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Tuesday, April 13, 2021

Education should be priority No. 1

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I recently stumbled upon a new study by the American Council on Education which detailed a finding that, unfortunately, wasn’t too surprising.

The finding? That the Black male population is not only declining on America’s college campuses, but their graduation rates are also the lowest of any other group.

The study noted that 20 years ago, 30 percent of Black male high school graduates were enrolled in college. Their female counterparts weren’t far behind with 28 percent. Over the past 20 years, there has been a dismal increase in the number of Black males entering college after graduation; today’s data only show 37 percent.

While the bleak increase over the past two decades is disheartening, it gets worse.

Only 35 percent of Black males who enter college graduate in six years. This is in stark contrast to the 59 percent of white males, 46 percent of Hispanic men, and 45 percent of Black females who entered college the same year.

While the American Council on Education’s study focused on college-aged Black males, the National Council for the Education of Black Children (NCEBC) recently implemented the Black Male Action Plan that centered on finding solutions to educational challenges for African-American male children and youth. The great thing about the NCEBC plan is that it was localized for Indiana. Volunteer teams from 20 cities reviewed school and community data, identified challenges, suggested solutions and developed local community and school action plans. The plans were analyzed by Indiana University-Purdue University Indianapolis’ African American Male Equity Project, which found that while each city’s plans were unique, there were some common denominators relative to the challenges Black males faced. The pressing issues and challenges were: parental and community support, issues of diversity, data and dissemination, advocacy and policy, and literacy.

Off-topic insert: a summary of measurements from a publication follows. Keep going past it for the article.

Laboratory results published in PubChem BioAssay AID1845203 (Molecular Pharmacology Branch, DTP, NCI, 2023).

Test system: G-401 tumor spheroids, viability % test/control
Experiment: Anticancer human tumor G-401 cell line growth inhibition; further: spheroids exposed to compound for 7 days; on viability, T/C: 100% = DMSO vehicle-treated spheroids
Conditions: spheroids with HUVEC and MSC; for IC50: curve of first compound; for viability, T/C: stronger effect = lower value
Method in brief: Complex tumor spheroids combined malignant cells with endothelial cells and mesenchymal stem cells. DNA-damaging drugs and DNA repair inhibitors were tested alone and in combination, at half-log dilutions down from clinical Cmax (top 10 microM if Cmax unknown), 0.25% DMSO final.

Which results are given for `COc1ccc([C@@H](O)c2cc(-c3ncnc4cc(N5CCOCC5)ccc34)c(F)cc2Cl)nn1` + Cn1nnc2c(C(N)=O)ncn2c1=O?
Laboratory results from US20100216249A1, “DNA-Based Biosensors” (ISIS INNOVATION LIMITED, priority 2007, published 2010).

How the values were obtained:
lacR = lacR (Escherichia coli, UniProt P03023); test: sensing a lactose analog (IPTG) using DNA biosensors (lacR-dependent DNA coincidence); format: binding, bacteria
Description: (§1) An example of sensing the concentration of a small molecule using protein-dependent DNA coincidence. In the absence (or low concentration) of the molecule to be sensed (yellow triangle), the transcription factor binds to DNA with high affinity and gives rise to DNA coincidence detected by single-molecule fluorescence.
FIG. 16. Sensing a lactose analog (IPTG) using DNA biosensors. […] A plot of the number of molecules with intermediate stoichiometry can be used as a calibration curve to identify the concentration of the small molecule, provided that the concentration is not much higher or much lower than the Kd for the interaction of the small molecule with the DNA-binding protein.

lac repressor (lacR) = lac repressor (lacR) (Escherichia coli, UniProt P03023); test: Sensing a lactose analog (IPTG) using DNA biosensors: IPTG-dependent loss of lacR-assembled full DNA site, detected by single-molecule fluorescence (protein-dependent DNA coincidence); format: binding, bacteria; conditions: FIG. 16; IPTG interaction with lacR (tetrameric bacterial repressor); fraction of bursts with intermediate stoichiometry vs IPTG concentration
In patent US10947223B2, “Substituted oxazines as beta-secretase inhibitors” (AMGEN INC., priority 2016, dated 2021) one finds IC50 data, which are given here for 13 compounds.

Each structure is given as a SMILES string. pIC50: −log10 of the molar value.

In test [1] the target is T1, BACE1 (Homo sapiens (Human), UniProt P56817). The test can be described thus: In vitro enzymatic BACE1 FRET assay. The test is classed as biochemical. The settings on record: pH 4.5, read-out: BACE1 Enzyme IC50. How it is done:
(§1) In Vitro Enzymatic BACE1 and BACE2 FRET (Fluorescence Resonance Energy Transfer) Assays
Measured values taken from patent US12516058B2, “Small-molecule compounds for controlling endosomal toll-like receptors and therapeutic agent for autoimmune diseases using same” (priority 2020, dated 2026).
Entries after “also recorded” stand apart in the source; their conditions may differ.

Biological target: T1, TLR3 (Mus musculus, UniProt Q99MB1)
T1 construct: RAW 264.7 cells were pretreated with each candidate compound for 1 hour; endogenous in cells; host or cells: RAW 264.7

Whether it’s the American Council on Education’s study or NCEBC’s detailed research, the fact is ever clear: our Black children (specifically males) are in need of severe education enhancement.

While I’m a firm believer that everything should start with the parents, I also know that the education crisis the nation is facing has many more components that serve as contributing factors, including underachieving schools, overcrowded classrooms, and underpaid teachers. The latter results in reduced moral, thus subpar teaching.

This is where President Barack Obama comes in. Obama developed the Race to the Top initiative which provides funding to schools under the stipulation that the schools agree to certain standards and improvements. This effort allows the federal government to be more engaged with how states run their various school systems.

Surprisingly, there are some states who oppose the Race to the Top initiative because they feel that such an effort gives the current administration too much control. Despite the naysayers, most states have agreed to the strict criteria and are in line to receive Race to the Top funds.

The great thing about Race to the Top is that it holds states accountable for all schools, not just the ones that perform well. Interested states have to produce a plan that shows that they are going to the most underachieving schools and putting policies in place designed to improve that school’s academic success. Thus far Race to the Top participants seem eager to enhance their school systems as 48 states have agreed to develop higher standards for reading and math.

Education must be a top priority for us. It’s disheartening to know how wide the education gap truly is, but such a realization should also be motivation – particularly for Blacks. As a people we’ve come so far, but we still have a long way to go. It’s time for us to reassess and determine what’s really important. Buying our children the newest Jordan shoes or Phat Farm outfit shouldn’t be the priority. However, helping with homework and stressing the importance of them earning an A should be the main concern.

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